Cyber-Jacking Cars, Not in the Future but Now!

A few years ago researchers theorized that modern car control systems could be hacked. Hackers will demonstrate exactly that later this month.

When I see a polished and obviously nutured classic or vintage car I always admire them but after having a couple I never want to own one again. They're usually temperamental and expensive to keep running and, more than anything else, they aren't as comfortable as a modern car. If there's air conditioning at all it's often anemic and they lack all of those lovely modern conveniences such as a built-in entertainment system, satellite navigation, and an in-flight computer all of which require some degree of computerization to work.

Indeed modern cars are loaded with processors (many new cars contain up to 70 of these) that not only manage the luxuries but also tune the engine, monitor performance, and even connect the steering wheel to the steering. These services are connected by a networking system called CAN bus and with that degree of computerization there's a potentially serious downside: All of these subsystems could conceivably be targets for hacking. 

Lest you doubt that such a thing is possible consider this: At BlackHat USA 2013, to be held in Las Vegas July 27 through August 1, two Spanish engineers will be demonstrating a device they built for the grand sum of $25 that can bypass the security in a car's electronic control unit (ECU).

In their presentation, titled "Dude, WTF in My Car" (the title was probably much cooler in the original Catalan), the engineers, Javier Vázquez Vidal and Alberto Garcia Illera, will demonstrate a device which they claim can crack Bosch's EDC15 and EDC16 diesel engine management systems protected by an RSA 256-bit seed/key algorithm. This is the summary of their talk:

The car ECU tuning market is weird. There is little help from people already in it, and most of the equipment is expensive. Well, not anymore!

We will show a tool that was built under $25, and that is able to bypass all the security in the car ECU, based of a BOSCH EDC15 and EDC16, which has RSA 256 and seed/key algorithm protection.

We will show live demonstrations of how the tool works, with logic analyzer and explanation of all the processes that take place.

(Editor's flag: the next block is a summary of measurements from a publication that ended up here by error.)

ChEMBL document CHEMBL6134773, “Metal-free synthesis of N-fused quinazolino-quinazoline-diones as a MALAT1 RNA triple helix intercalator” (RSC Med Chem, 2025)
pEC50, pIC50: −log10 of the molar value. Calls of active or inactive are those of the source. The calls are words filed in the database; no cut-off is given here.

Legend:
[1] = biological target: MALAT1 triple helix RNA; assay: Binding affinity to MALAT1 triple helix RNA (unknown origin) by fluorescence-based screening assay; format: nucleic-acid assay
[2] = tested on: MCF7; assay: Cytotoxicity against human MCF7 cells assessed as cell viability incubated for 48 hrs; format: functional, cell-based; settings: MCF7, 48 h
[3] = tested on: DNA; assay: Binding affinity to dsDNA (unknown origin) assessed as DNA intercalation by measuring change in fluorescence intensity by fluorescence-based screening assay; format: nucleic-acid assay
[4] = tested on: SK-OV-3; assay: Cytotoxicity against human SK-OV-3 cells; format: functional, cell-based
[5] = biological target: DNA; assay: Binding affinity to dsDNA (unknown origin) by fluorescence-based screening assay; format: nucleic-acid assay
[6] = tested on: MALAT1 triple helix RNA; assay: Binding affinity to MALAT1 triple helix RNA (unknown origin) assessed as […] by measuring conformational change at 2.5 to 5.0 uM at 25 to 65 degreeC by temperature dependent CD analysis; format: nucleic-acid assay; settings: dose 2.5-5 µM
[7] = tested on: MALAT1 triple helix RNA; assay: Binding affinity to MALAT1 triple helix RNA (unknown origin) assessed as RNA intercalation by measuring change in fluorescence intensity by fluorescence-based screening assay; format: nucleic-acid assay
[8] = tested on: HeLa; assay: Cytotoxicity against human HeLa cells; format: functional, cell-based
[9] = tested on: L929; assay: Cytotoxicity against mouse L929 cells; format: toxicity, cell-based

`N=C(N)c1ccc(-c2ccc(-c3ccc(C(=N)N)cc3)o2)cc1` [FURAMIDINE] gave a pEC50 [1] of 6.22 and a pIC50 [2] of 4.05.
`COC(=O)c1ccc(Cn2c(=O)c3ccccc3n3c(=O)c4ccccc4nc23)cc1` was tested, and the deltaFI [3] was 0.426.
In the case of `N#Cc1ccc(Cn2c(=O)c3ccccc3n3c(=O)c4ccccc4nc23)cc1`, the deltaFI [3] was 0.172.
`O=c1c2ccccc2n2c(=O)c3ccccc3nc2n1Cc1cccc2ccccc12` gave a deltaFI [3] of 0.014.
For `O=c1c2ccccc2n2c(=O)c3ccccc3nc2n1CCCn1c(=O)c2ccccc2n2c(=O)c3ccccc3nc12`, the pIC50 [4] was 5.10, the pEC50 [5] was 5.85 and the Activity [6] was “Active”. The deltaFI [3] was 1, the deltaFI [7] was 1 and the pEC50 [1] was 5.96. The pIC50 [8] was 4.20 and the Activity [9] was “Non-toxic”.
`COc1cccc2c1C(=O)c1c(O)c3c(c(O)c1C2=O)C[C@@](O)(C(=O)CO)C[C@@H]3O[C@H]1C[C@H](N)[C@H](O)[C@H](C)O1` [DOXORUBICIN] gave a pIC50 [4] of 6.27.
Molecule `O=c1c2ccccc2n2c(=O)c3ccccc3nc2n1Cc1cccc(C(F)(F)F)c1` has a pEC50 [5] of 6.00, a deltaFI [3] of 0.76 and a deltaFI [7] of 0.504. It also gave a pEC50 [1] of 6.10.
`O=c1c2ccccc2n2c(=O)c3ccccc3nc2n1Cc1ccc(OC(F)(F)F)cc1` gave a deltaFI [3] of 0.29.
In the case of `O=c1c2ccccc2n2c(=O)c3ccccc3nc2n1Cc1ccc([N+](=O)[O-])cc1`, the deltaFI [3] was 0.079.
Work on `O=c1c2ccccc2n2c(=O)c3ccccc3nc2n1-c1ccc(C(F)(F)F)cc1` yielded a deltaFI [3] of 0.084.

Black Hat Arsenal gives a unique opportunity to have a close look at tools, so we will explain the most practical side of our tool instead of going deep into the low level explanation, to exploit the most of BH-Arsenal concept.

All of this will help the end user to realize that even cars, have secrets that can be "unlocked."

The device they'll show apparently currently has to be plugged into a vehicle's On-Board Diagnostics, or OBD, port but according to an article in New Scientist they claim that they are developing a wireless version.

Just last month The Huffington Post interviewed Richard Clarke, the former U.S. National Coordinator for Security, Infrastructure Protection, and Counterterrorism regarding his theory that the car crash death of investigative journalist Michael Hastings could have been because his vehicle had been hacked. Clarke is quoted by The Huffington Post as saying:

There is reason to believe that intelligence agencies for major powers -- including the United States -- know how to remotely seize control of a car ... What has been revealed as a result of some research at universities is that it's relatively easy to hack your way into the control system of a car, and to do such things as cause acceleration when the driver doesn't want acceleration, to throw on the brakes when the driver doesn't want the brakes on, to launch an air bag ... You can do some really highly destructive things now, through hacking a car, and it's not that hard.

The university research Clarke alluded to was probably the 2010 paper "Experimental Security Analysis of a Modern Automobile" by researchers from the University of Washington and the University of California, San Diego. The abstract of the paper, in part, explains:

... we experimentally evaluate these issues on a modern automobile and demonstrate the fragility of the underlying system structure. We demonstrate that an attacker who is able to infiltrate virtually any Electronic Control Unit (ECU) can leverage this ability to completely circumvent a broad array of safety-critical systems. Over a range of experiments, both in the lab and in road tests, we demonstrate the ability to adversarially control a wide range of automotive functions and completely ignore driver input - including disabling the brakes, selectively braking individual wheels on demand, stopping the engine, and so on. We find that it is possible to bypass rudimentary network security protections within the car ... We also present composite attacks that leverage individual weaknesses, including an attack that embeds malicious code in a car's telematics unit and that will completely erase any evidence of its presence after a crash.

A month ago you might have thought that Clarke was making a wild, headline-grabbing speculation and that the university researchers were peering into a distant future. It now looks like Clarke might know a lot more than he's letting on and the researchers' vision was for a much shorter term. 

The idea of having your car cyber-jacked is not a good one and if it should happen at speed as might have happened to Hastings, well, obviously the results could easily be fatal. Makes you want to go back to driving  one of those classic cars. Perhaps satellite navigation, a CD player, and air conditioning aren't all that important.

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